Increased security planned for Bud Billiken Parade

While enjoying the 79th Annual Chicago Defender Bud Billiken Parade Saturday, the community will still see many blue shirts keeping the crowd in control, but what they won’t see is the extra police presence.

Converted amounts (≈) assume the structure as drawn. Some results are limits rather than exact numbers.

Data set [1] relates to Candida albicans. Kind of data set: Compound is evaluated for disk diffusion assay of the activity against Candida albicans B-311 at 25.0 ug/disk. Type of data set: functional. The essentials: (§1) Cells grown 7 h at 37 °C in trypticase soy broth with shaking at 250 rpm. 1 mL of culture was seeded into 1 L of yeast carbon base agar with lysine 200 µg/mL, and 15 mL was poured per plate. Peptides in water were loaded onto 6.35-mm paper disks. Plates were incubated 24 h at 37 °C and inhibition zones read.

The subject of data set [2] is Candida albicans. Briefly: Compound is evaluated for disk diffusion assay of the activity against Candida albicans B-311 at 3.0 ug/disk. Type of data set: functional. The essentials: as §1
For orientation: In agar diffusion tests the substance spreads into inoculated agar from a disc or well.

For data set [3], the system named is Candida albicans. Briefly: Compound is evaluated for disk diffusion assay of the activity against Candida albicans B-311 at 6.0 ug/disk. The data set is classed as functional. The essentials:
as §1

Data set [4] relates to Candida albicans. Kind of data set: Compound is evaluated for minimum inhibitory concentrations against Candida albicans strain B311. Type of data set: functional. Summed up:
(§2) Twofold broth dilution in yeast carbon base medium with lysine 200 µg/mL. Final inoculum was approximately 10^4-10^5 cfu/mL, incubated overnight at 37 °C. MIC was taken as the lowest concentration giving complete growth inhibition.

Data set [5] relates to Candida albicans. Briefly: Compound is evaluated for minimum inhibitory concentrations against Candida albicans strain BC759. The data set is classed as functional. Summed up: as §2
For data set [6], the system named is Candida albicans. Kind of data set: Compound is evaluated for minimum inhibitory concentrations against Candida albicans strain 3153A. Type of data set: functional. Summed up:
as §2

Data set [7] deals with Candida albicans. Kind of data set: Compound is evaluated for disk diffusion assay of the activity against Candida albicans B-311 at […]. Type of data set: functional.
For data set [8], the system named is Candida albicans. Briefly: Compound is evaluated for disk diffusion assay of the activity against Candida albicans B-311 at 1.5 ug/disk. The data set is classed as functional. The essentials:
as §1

While enjoying the 79th Annual Chicago Defender Bud Billiken Parade Saturday, the community will still see many blue shirts keeping the crowd in control, but what they won’t see is the extra police presence. But don’t fret, plain-clothes officers will be among the estimated 1.2 million parade watchers to reinforce that control. “Whenever you put over a million people in a relatively confined area, you have to be prepared for those situations,” Chicago Police Superintendent Jody Weis said Thursday at a news conference at police headquarters. The stepped-up personnel is partly due to the gunfire that erupted less than a mile away from this year’s Taste of Chicago festivities. The parade’s organizer will supplement the police’s padded staff with 300 marshalls, most of whom are off-duty or retired Chicago police officers and Cook County Sheriff deputies. “This is the parade’s 79th year, and it has almost been incident-free of violence during that time. We want to be around for 79 more years. It’s just the parade’s effort to support a controlled environment,” said Col. Eugene Scott, the parade’s organizer and head of Chicago Defender Charities Inc. Also contributing to controlling the parade environment is the addition of metal barricades along the parade route, no parking in Washington Park and limited music entertainment. Instead, a children’s pavilion will be added –– complete with pony rides –– and a pavilion for homeless women and their children. “That will also give us better control of the entertainment portion in the park,” said Scott. ______ Copyright 2008 Chicago Defender. All rights reserved. This material may not be published, broadcast, rewritten, or redistributed.

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